3. Loyalty and staff retention
Top performers want employers to invest in their professional development. Industry qualifications are major milestones in that development, providing a tangible reward after a long period of hard work. When you support employees during the certification process, allowing them to study on company time and paying for coursework and exam fees, they will feel that you value their contributions and professionalism. The results? Loyal, highly trained staff members and employee retention.
4. Greater commitment to payroll
With their attention to detail and compliance knowledge, good payroll professionals are frequently poached by other finance teams within the organization. But if your team members work toward and attain their certifications, they are, in essence, declaring their intention to make payroll a lifelong career.
Helping your team get certified
It’s certainly possible for payroll workers to attain certifications on their own time and dime. But seeing all the benefits of this credential, it’s a smart move for employers to support their efforts. You can do this by:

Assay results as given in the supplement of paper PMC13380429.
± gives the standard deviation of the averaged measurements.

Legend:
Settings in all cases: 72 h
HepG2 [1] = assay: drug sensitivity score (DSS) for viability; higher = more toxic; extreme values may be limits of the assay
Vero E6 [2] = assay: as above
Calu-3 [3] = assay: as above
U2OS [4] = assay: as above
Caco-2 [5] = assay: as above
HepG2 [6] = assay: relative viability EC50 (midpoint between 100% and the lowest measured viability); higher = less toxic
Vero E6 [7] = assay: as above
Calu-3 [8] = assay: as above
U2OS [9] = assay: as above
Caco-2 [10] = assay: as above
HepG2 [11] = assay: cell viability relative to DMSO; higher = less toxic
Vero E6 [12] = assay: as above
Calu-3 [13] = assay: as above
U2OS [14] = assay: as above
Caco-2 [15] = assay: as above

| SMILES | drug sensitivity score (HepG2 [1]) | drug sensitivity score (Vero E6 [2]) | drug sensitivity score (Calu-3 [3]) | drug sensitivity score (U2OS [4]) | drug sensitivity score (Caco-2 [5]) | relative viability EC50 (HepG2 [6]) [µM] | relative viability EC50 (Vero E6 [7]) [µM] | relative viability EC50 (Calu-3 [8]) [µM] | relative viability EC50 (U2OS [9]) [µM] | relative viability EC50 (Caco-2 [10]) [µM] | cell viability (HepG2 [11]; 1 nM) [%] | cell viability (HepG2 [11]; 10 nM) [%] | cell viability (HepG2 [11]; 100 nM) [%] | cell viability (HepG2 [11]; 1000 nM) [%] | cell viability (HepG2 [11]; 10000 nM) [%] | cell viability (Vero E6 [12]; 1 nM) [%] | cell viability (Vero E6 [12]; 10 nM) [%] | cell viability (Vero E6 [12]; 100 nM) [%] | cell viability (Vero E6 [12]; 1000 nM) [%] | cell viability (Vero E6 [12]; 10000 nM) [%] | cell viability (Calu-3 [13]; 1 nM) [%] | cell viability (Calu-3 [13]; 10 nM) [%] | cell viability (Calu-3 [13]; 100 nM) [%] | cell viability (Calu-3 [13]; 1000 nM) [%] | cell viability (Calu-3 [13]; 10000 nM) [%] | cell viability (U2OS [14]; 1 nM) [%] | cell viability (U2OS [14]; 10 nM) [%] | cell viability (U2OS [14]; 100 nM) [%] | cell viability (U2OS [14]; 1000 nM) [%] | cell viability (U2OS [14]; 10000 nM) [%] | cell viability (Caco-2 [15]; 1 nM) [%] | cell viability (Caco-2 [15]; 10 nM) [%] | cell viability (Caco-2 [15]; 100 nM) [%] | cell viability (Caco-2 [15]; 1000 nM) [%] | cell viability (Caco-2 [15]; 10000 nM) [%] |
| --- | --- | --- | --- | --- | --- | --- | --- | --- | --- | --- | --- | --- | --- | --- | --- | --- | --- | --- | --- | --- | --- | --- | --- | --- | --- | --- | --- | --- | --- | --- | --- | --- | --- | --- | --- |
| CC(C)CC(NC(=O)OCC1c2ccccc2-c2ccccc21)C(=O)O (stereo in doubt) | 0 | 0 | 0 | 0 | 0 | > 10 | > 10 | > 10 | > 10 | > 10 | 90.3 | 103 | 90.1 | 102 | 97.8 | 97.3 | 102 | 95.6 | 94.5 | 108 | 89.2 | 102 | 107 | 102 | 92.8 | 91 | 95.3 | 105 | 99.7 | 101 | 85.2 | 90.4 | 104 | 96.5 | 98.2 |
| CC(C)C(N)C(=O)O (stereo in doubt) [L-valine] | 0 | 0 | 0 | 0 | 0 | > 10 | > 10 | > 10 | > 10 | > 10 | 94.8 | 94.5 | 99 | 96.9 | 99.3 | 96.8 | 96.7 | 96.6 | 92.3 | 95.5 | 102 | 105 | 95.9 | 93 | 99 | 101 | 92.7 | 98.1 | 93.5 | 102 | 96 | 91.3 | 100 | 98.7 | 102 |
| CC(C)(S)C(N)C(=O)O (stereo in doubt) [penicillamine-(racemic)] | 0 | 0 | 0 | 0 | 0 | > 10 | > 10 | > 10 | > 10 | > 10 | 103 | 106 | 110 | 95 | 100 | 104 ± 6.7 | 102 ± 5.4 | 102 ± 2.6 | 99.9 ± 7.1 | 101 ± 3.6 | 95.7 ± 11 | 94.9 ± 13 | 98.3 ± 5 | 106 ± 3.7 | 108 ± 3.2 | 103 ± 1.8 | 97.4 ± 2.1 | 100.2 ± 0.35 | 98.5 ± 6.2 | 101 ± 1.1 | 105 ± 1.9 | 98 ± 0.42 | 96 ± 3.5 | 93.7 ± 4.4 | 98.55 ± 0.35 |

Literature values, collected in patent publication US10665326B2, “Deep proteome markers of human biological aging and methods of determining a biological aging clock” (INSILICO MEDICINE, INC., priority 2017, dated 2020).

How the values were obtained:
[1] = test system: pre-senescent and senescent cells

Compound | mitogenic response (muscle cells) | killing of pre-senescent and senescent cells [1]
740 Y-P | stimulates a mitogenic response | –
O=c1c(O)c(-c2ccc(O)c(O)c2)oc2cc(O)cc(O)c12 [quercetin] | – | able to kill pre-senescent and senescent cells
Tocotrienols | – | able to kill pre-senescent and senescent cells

- Encouraging entry-level payroll associates to earn the Fundamental Payroll Certification (FPC), and experienced payroll professionals to work toward their Certified Payroll Professional (CPP) — more on those below.
- Reimbursing them for the cost of study materials.
- Allowing them to study and take the exam on during work hours, cultivating your company culture.
- Sending them to American Payroll Association (APA) seminars and classes so they can accrue enough recertification credit hours (RCHs) to keep their payroll certifications up to date.
In the United States, the gold standards are the two issued by the APA. Some Canadian companies, especially those that also do business in the U.S., also value these credentials.
Fundamental Payroll Certification